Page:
By Ann-Marie Appleton
Good interior design is defined as the best possible use of space, and a professional interior designer will ensure that the right decisions are made for you from the very beginning of your project.
Here are three ways you can work with an interior designer from the get-go.
1. A strong concept
The training an interior designer receives allows them to interpret the required function and desired mood of a space and translate that into lines, colour combinations and textures.
The designer will start your project by creating a concept from your brief that will influence everything about your home, from flooring to exterior cladding to layout and flow. The timeframe of a build allows the designer to spend time developing bespoke designs, tailored completely to you.
From the beginning the designer can visualise the interior as it will look with the tiny details, and then work from the inside-out. As Charles Eames said, “The details are not the details. They make the design”.
2. Integrated architectural plans
Engaging the architect, builder and interior designer together from the beginning will create the most cohesive and successful space – visually, functionally and ergonomically.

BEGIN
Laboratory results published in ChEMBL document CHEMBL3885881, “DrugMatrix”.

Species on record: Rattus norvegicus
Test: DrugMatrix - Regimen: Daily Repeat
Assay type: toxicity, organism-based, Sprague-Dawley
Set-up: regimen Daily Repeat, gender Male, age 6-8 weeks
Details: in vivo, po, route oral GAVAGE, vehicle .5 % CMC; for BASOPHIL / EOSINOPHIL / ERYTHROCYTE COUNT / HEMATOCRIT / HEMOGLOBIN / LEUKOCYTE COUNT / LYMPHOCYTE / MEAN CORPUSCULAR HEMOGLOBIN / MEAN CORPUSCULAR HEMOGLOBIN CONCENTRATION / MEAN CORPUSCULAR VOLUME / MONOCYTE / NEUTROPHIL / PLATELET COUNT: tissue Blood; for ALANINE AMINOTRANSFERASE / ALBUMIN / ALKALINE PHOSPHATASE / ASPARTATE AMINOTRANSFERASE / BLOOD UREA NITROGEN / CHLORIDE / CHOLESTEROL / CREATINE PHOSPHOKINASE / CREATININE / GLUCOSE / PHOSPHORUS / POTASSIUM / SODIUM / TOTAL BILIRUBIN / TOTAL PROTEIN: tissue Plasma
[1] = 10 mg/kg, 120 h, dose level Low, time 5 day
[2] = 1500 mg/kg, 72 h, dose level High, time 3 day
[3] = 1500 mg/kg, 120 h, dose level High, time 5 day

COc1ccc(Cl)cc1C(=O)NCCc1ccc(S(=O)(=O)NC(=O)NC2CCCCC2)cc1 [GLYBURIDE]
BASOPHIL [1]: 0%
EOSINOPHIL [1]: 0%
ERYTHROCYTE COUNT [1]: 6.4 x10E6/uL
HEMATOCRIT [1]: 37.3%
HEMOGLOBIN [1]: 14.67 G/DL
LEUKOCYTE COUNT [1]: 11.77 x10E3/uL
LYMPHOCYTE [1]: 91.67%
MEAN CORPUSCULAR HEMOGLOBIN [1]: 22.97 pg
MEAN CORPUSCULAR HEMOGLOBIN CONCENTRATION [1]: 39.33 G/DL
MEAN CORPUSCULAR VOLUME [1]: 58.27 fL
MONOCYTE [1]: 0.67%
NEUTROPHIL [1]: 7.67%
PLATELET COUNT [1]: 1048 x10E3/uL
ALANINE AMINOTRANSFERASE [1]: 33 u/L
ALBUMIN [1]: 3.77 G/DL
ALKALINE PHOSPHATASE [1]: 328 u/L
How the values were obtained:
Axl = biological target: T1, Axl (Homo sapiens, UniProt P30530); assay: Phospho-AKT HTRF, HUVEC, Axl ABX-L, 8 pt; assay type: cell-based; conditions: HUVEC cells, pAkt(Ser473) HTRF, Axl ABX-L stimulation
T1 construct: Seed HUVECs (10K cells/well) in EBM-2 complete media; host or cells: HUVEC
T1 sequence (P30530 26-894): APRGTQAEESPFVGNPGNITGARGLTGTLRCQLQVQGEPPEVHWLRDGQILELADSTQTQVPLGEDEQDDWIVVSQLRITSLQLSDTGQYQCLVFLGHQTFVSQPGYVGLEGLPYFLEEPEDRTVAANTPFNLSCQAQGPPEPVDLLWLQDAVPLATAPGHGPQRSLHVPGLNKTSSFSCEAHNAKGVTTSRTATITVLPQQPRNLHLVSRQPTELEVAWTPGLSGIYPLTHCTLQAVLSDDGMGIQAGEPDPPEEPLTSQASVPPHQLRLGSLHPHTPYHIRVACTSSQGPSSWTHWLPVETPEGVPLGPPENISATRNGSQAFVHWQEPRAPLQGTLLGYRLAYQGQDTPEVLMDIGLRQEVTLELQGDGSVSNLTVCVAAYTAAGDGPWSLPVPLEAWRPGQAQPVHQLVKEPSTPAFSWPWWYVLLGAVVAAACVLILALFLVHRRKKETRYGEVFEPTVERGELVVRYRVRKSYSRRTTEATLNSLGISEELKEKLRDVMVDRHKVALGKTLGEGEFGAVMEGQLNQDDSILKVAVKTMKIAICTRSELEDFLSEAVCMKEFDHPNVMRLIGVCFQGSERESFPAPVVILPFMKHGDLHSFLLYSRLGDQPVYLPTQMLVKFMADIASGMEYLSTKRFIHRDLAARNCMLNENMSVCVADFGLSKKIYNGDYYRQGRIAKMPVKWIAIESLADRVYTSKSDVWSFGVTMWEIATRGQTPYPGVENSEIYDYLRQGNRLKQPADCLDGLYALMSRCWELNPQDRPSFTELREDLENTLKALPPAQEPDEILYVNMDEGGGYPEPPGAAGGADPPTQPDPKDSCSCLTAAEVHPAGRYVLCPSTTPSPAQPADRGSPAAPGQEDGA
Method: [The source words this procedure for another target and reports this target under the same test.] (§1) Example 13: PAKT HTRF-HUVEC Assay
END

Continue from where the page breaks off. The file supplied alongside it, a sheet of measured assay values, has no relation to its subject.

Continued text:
Creating a seamless and luxurious look is often not about spending more money, but about planning in advance, which can happen if the interior designer is included in preliminary stages.
Giving your interior designer the opportunity to review the plans before they are submitted to council can have brilliant results. Recesses for roller blinds, stack-back space for drapes, recessed LED lighting, and materials fit for use are all potential considerations that will create a stunning finished design and yet are often not thought about until it is too late, when the build is well past the consent stage.
Ensuring these details are accounted for and integrated into the construction plans prior to consent is crucial to create a stunning finished design.
3. The bottom line: Budget
Bringing an interior designer into the conversation in the beginning phase of a project can help you budget for your interior project in stages.
This starts with the conceptual stage, moves onto the construction stage where exterior cladding, kitchen materials, flooring is specified, and once the construction is well underway, the designer will then move into a furnishings stage, breaking up the cost over time.
Ann-Marie Appleton is the director of interior design company Frobisher Interiors. She holds a diploma in interior design and is a member of DINZ. Visit www.frobisher.co.nz